author = "Metwally, {I. A.}",
year = "2001",
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journal = "International Transactions on Electrical Energy Systems",
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AU - Metwally, I. A.

PY - 2001

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N2 - The factors affecting oil-flow electrification (OFE) in large forced oil-cooled electric power apparatus are experimentally investigated using a closed cycle model, and a coaxial test section comprising a charge injector. The streaming and leakage currents are measured to investigate the impact of injected charge on OFE interfaced with composite polymers. The results reveal that the magnitude and polarity of the injected charge, and the type of composite polymer and its impregnation resin, if it exits, cause evident qualitative as well as quantitative changes in the measured currents. Cellulose-based materials give the highest leakage current. For other composite polymers, the higher the number ofketonic carbonyls and/or delocalized states in the aromatic moieties, the higher is the leakage current, and hence the lower is the streaming current. Underflow conditions, the leakage current is lower than that under a stationary condition, but the trend is reversed at high temperature, especially for the HVDC case. Under HVAC, the streaming current shows polarity reversal from negative to positive on increasing the oil temperature and/or voltage. For HVDC application, the streaming current is significantly reduced by calendering the outermost layer of the composite polymer, using fine glass as a backing material instead of using glass fabric, and impregnating the composite polymer with highly dipolar epoxy resin.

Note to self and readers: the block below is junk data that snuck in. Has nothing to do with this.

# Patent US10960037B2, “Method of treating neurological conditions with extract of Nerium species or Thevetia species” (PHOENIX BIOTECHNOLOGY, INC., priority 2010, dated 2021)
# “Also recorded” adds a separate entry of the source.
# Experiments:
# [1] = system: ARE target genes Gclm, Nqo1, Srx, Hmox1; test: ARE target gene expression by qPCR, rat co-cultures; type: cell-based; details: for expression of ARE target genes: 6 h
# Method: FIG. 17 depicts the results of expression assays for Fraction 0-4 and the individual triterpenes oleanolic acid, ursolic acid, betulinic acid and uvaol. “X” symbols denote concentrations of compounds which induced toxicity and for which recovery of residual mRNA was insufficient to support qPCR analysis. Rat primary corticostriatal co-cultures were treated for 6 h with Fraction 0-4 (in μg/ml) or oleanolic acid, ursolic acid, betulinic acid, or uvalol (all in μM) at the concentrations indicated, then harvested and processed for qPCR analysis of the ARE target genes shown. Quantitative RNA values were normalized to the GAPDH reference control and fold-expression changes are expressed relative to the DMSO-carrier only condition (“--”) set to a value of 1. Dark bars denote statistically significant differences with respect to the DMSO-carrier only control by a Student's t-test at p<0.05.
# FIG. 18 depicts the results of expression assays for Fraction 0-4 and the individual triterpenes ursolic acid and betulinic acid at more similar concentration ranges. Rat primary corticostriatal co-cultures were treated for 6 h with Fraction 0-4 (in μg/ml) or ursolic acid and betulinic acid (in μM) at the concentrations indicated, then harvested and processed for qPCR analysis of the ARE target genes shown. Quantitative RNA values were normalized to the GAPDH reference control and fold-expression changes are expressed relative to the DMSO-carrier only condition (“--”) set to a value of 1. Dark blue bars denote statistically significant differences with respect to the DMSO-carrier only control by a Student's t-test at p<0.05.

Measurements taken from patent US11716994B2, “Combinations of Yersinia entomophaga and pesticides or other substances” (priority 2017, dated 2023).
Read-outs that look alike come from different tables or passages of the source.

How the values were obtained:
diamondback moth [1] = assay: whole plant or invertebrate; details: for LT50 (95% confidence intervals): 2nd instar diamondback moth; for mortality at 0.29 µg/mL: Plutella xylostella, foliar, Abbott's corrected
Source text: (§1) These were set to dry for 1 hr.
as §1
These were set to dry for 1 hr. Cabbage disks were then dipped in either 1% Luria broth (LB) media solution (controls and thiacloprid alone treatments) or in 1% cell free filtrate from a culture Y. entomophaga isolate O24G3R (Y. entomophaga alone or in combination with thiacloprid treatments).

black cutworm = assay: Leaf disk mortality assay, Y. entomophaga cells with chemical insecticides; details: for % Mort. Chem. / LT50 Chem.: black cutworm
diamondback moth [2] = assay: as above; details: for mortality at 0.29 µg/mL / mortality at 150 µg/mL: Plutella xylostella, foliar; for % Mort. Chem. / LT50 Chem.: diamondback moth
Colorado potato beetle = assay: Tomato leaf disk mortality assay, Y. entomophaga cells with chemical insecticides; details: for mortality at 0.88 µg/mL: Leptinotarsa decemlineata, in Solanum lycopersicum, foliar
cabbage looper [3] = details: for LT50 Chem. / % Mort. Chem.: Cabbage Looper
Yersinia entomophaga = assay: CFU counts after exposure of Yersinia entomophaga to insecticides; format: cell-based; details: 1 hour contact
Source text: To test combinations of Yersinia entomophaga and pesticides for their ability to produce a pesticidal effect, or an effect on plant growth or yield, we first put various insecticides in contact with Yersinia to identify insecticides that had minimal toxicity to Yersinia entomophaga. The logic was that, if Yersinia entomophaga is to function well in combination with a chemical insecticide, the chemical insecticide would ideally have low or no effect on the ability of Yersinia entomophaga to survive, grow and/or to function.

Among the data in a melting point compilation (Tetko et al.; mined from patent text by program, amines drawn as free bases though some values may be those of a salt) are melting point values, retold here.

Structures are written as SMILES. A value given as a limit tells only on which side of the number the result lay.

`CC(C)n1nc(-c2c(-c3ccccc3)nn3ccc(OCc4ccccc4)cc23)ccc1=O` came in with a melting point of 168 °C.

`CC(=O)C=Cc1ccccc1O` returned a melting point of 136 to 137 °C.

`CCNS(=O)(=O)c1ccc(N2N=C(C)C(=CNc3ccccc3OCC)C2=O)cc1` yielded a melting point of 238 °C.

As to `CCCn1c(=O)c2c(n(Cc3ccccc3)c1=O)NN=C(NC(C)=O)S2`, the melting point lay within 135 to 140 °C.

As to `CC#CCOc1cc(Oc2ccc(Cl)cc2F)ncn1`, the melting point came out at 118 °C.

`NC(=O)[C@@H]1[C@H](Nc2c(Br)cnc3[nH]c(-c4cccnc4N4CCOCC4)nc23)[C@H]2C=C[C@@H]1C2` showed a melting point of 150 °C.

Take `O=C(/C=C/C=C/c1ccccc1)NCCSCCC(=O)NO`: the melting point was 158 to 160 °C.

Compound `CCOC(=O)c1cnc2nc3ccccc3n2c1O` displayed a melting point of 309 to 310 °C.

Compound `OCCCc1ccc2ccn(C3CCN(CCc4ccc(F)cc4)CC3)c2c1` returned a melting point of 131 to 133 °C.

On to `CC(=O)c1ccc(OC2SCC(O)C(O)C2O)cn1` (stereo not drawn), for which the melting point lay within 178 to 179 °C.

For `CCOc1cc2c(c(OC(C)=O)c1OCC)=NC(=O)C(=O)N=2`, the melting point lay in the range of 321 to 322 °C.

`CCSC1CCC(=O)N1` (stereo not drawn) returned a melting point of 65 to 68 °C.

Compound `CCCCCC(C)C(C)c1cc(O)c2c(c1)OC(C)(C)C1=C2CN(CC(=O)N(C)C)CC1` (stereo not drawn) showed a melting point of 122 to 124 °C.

AB - The factors affecting oil-flow electrification (OFE) in large forced oil-cooled electric power apparatus are experimentally investigated using a closed cycle model, and a coaxial test section comprising a charge injector. The streaming and leakage currents are measured to investigate the impact of injected charge on OFE interfaced with composite polymers. The results reveal that the magnitude and polarity of the injected charge, and the type of composite polymer and its impregnation resin, if it exits, cause evident qualitative as well as quantitative changes in the measured currents. Cellulose-based materials give the highest leakage current. For other composite polymers, the higher the number ofketonic carbonyls and/or delocalized states in the aromatic moieties, the higher is the leakage current, and hence the lower is the streaming current. Underflow conditions, the leakage current is lower than that under a stationary condition, but the trend is reversed at high temperature, especially for the HVDC case. Under HVAC, the streaming current shows polarity reversal from negative to positive on increasing the oil temperature and/or voltage. For HVDC application, the streaming current is significantly reduced by calendering the outermost layer of the composite polymer, using fine glass as a backing material instead of using glass fabric, and impregnating the composite polymer with highly dipolar epoxy resin.